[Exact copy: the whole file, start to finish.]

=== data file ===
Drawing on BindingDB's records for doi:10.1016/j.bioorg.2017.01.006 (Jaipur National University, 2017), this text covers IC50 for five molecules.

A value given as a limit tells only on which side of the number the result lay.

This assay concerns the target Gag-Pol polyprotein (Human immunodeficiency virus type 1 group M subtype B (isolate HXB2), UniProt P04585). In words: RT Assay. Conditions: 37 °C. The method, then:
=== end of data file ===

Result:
Drawing on BindingDB's records for doi:10.1016/j.bioorg.2017.01.006 (Jaipur National University, 2017), this text covers IC50 for five molecules.

A value given as a limit tells only on which side of the number the result lay.

This assay concerns the target Gag-Pol polyprotein (Human immunodeficiency virus type 1 group M subtype B (isolate HXB2), UniProt P04585). In words: RT Assay. Conditions: 37 °C. The method, then: